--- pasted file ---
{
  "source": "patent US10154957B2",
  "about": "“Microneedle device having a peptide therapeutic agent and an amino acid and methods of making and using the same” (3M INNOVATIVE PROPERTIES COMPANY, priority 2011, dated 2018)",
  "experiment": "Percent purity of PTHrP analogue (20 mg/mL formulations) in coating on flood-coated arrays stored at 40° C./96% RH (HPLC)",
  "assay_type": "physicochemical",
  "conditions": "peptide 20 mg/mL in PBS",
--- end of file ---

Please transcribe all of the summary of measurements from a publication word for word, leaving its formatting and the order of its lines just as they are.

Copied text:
{
  "source": "patent US10154957B2",
  "about": "“Microneedle device having a peptide therapeutic agent and an amino acid and methods of making and using the same” (3M INNOVATIVE PROPERTIES COMPANY, priority 2011, dated 2018)",
  "experiment": "Percent purity of PTHrP analogue (20 mg/mL formulations) in coating on flood-coated arrays stored at 40° C./96% RH (HPLC)",
  "assay_type": "physicochemical",
  "conditions": "peptide 20 mg/mL in PBS",